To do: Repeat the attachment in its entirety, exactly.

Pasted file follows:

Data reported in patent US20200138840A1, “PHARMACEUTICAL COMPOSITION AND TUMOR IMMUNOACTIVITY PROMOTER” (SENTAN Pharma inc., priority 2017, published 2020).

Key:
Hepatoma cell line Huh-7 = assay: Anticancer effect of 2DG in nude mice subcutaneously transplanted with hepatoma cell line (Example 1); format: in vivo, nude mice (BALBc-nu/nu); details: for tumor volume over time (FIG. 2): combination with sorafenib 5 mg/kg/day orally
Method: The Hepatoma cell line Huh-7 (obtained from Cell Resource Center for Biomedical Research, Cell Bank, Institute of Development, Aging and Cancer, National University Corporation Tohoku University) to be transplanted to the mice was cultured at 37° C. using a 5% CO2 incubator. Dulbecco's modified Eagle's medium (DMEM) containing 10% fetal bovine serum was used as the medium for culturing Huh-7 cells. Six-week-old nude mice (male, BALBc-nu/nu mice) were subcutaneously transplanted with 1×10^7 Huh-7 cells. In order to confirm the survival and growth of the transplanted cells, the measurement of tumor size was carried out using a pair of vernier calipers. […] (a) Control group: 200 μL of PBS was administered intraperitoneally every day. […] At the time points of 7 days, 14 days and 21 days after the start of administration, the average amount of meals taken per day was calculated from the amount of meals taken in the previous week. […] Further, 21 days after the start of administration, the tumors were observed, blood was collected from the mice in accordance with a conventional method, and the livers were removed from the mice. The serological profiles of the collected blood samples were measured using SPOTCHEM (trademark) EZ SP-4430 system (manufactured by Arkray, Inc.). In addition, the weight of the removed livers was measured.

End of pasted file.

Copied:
Data reported in patent US20200138840A1, “PHARMACEUTICAL COMPOSITION AND TUMOR IMMUNOACTIVITY PROMOTER” (SENTAN Pharma inc., priority 2017, published 2020).

Key:
Hepatoma cell line Huh-7 = assay: Anticancer effect of 2DG in nude mice subcutaneously transplanted with hepatoma cell line (Example 1); format: in vivo, nude mice (BALBc-nu/nu); details: for tumor volume over time (FIG. 2): combination with sorafenib 5 mg/kg/day orally
Method: The Hepatoma cell line Huh-7 (obtained from Cell Resource Center for Biomedical Research, Cell Bank, Institute of Development, Aging and Cancer, National University Corporation Tohoku University) to be transplanted to the mice was cultured at 37° C. using a 5% CO2 incubator. Dulbecco's modified Eagle's medium (DMEM) containing 10% fetal bovine serum was used as the medium for culturing Huh-7 cells. Six-week-old nude mice (male, BALBc-nu/nu mice) were subcutaneously transplanted with 1×10^7 Huh-7 cells. In order to confirm the survival and growth of the transplanted cells, the measurement of tumor size was carried out using a pair of vernier calipers. […] (a) Control group: 200 μL of PBS was administered intraperitoneally every day. […] At the time points of 7 days, 14 days and 21 days after the start of administration, the average amount of meals taken per day was calculated from the amount of meals taken in the previous week. […] Further, 21 days after the start of administration, the tumors were observed, blood was collected from the mice in accordance with a conventional method, and the livers were removed from the mice. The serological profiles of the collected blood samples were measured using SPOTCHEM (trademark) EZ SP-4430 system (manufactured by Arkray, Inc.). In addition, the weight of the removed livers was measured.